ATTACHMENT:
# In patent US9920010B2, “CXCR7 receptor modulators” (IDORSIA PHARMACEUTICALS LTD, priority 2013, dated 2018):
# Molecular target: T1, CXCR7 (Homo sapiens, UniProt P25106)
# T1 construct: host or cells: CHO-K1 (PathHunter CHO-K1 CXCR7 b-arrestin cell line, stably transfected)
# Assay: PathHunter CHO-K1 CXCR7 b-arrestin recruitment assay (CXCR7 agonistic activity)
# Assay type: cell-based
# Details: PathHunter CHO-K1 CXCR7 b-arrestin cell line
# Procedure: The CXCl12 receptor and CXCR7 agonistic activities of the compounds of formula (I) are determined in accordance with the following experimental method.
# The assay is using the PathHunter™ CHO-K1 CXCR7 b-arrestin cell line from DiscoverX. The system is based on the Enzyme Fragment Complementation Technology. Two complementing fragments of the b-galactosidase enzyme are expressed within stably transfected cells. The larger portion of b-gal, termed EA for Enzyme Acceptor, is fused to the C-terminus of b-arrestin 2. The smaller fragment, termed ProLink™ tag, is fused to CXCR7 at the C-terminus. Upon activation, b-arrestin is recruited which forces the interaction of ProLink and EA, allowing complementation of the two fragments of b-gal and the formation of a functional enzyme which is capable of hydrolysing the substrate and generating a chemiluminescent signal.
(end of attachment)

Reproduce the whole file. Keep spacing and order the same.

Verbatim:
# In patent US9920010B2, “CXCR7 receptor modulators” (IDORSIA PHARMACEUTICALS LTD, priority 2013, dated 2018):
# Molecular target: T1, CXCR7 (Homo sapiens, UniProt P25106)
# T1 construct: host or cells: CHO-K1 (PathHunter CHO-K1 CXCR7 b-arrestin cell line, stably transfected)
# Assay: PathHunter CHO-K1 CXCR7 b-arrestin recruitment assay (CXCR7 agonistic activity)
# Assay type: cell-based
# Details: PathHunter CHO-K1 CXCR7 b-arrestin cell line
# Procedure: The CXCl12 receptor and CXCR7 agonistic activities of the compounds of formula (I) are determined in accordance with the following experimental method.
# The assay is using the PathHunter™ CHO-K1 CXCR7 b-arrestin cell line from DiscoverX. The system is based on the Enzyme Fragment Complementation Technology. Two complementing fragments of the b-galactosidase enzyme are expressed within stably transfected cells. The larger portion of b-gal, termed EA for Enzyme Acceptor, is fused to the C-terminus of b-arrestin 2. The smaller fragment, termed ProLink™ tag, is fused to CXCR7 at the C-terminus. Upon activation, b-arrestin is recruited which forces the interaction of ProLink and EA, allowing complementation of the two fragments of b-gal and the formation of a functional enzyme which is capable of hydrolysing the substrate and generating a chemiluminescent signal.